Read more about his research on novel antibiotics for the treatment of Clostridium difficile infection here.

Q: What manner of specimens are you working with and which bacteria do you cultivate in the anaerobic workstation?

A: Here in the Pre-Clinical Services group, we are essentially a contract research organization, and the majority of our work in the A35 anaerobic workstation involves C. difficile. We are carrying out various research projects for different pharmaceutical companies, and biotechnology companies, here in the US, as well as Europe and South America. There are various experimental models for reproducing C. difficile disease, for example, the “gold standard” model involving the hamster, and there is also one that involves mice.

Basically, in this model, spores from C. difficile are introduced into the animal, and they colonise in the gut. C. difficile spores come from the environment and are ubiquitous, but because they are held in check by the normal gut flora, they never proliferate and they never cause disease. It’s only when patients are treated with broad spectrum antibiotics that healthy bacteria are destroyed and C. difficile then proliferates and causes disease. That’s why often, people going into the hospital and receiving multiple antibiotics can develop C. difficile disease.

Q: So what is the role of the A35 workstation in your C.diff. research?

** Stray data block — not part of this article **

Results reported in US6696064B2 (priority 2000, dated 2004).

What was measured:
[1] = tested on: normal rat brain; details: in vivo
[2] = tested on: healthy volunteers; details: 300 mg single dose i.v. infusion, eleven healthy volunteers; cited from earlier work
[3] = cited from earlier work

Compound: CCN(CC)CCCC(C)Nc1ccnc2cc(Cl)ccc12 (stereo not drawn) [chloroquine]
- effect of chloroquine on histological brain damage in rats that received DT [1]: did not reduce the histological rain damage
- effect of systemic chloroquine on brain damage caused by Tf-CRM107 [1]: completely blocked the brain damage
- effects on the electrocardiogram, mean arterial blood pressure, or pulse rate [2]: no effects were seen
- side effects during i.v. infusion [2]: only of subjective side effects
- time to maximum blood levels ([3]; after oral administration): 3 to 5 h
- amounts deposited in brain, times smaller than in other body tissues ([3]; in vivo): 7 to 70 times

A: The model we are using to test novel therapies designed to combat this disease depends strongly on the A35: we grow the C. difficile culture by streaking the frozen cultures onto appropriate media, incubate them in the A35 chamber at 0% oxygen, and then harvest the vegetative cells and treat them to form spores, which we store. The spores are then introduced into the animals, the animals are treated with a broad-spectrum agent, they develop the disease, and we try different forms of therapy. The end-points in terms of efficacy are increased survival, as well as the amount of C. difficile that can be found in the fecal pellets of the hamsters, or in the contents of the cecum. We process the fecal pellets or a cecal sample and plate it, then we place those plates inside the chamber to incubate for about 48 hours. An animal that might have the disease could have 6 logs of C. difficile in their gut, whereas one that has seen successful treatment, such as with vancomycin, the gold standard right now, might be reduced from 6 logs to 2 logs or even less. All that incubation is being done inside the A35.